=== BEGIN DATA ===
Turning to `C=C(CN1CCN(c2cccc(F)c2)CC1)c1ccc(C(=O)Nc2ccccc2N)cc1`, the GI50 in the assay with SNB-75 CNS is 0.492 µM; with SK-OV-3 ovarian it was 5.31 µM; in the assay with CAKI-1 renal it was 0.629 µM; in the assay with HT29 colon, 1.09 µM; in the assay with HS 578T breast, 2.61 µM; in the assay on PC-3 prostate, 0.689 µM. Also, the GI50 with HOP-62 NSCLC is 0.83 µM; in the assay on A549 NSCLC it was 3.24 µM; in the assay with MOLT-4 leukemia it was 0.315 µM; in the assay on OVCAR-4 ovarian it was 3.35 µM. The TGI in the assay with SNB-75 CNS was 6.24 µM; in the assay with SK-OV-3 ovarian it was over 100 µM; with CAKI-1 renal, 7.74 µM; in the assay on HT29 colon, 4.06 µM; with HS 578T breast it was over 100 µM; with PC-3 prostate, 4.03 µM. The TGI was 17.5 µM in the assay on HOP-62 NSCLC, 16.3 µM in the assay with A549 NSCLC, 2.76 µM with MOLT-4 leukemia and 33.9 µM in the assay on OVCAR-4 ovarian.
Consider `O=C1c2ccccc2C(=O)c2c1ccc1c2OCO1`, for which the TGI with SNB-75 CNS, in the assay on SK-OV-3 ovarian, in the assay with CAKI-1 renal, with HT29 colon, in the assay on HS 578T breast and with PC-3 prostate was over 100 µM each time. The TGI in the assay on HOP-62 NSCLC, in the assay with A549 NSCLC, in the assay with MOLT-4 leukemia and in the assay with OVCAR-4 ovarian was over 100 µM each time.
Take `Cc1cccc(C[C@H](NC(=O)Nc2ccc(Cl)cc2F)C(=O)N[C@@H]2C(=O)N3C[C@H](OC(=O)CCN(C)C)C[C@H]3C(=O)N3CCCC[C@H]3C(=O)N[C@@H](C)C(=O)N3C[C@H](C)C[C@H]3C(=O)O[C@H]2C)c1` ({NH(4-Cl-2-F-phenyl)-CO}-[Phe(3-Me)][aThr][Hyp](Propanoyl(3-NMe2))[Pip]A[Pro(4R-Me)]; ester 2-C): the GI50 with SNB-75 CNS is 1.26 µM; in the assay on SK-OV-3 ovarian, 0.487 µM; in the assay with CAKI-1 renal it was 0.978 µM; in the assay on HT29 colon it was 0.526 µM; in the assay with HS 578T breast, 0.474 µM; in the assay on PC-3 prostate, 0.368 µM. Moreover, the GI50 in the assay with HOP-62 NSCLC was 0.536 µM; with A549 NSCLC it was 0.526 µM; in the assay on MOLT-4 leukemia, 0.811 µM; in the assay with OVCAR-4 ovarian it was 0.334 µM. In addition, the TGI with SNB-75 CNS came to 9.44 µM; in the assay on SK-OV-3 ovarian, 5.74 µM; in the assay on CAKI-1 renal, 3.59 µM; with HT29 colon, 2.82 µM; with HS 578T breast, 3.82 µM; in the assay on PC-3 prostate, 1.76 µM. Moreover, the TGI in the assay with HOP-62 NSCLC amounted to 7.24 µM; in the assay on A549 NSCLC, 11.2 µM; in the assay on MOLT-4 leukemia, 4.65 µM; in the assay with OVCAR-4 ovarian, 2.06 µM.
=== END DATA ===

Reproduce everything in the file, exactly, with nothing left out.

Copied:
Turning to `C=C(CN1CCN(c2cccc(F)c2)CC1)c1ccc(C(=O)Nc2ccccc2N)cc1`, the GI50 in the assay with SNB-75 CNS is 0.492 µM; with SK-OV-3 ovarian it was 5.31 µM; in the assay with CAKI-1 renal it was 0.629 µM; in the assay with HT29 colon, 1.09 µM; in the assay with HS 578T breast, 2.61 µM; in the assay on PC-3 prostate, 0.689 µM. Also, the GI50 with HOP-62 NSCLC is 0.83 µM; in the assay on A549 NSCLC it was 3.24 µM; in the assay with MOLT-4 leukemia it was 0.315 µM; in the assay on OVCAR-4 ovarian it was 3.35 µM. The TGI in the assay with SNB-75 CNS was 6.24 µM; in the assay with SK-OV-3 ovarian it was over 100 µM; with CAKI-1 renal, 7.74 µM; in the assay on HT29 colon, 4.06 µM; with HS 578T breast it was over 100 µM; with PC-3 prostate, 4.03 µM. The TGI was 17.5 µM in the assay on HOP-62 NSCLC, 16.3 µM in the assay with A549 NSCLC, 2.76 µM with MOLT-4 leukemia and 33.9 µM in the assay on OVCAR-4 ovarian.
Consider `O=C1c2ccccc2C(=O)c2c1ccc1c2OCO1`, for which the TGI with SNB-75 CNS, in the assay on SK-OV-3 ovarian, in the assay with CAKI-1 renal, with HT29 colon, in the assay on HS 578T breast and with PC-3 prostate was over 100 µM each time. The TGI in the assay on HOP-62 NSCLC, in the assay with A549 NSCLC, in the assay with MOLT-4 leukemia and in the assay with OVCAR-4 ovarian was over 100 µM each time.
Take `Cc1cccc(C[C@H](NC(=O)Nc2ccc(Cl)cc2F)C(=O)N[C@@H]2C(=O)N3C[C@H](OC(=O)CCN(C)C)C[C@H]3C(=O)N3CCCC[C@H]3C(=O)N[C@@H](C)C(=O)N3C[C@H](C)C[C@H]3C(=O)O[C@H]2C)c1` ({NH(4-Cl-2-F-phenyl)-CO}-[Phe(3-Me)][aThr][Hyp](Propanoyl(3-NMe2))[Pip]A[Pro(4R-Me)]; ester 2-C): the GI50 with SNB-75 CNS is 1.26 µM; in the assay on SK-OV-3 ovarian, 0.487 µM; in the assay with CAKI-1 renal it was 0.978 µM; in the assay on HT29 colon it was 0.526 µM; in the assay with HS 578T breast, 0.474 µM; in the assay on PC-3 prostate, 0.368 µM. Moreover, the GI50 in the assay with HOP-62 NSCLC was 0.536 µM; with A549 NSCLC it was 0.526 µM; in the assay on MOLT-4 leukemia, 0.811 µM; in the assay with OVCAR-4 ovarian it was 0.334 µM. In addition, the TGI with SNB-75 CNS came to 9.44 µM; in the assay on SK-OV-3 ovarian, 5.74 µM; in the assay on CAKI-1 renal, 3.59 µM; with HT29 colon, 2.82 µM; with HS 578T breast, 3.82 µM; in the assay on PC-3 prostate, 1.76 µM. Moreover, the TGI in the assay with HOP-62 NSCLC amounted to 7.24 µM; in the assay on A549 NSCLC, 11.2 µM; in the assay on MOLT-4 leukemia, 4.65 µM; in the assay with OVCAR-4 ovarian, 2.06 µM.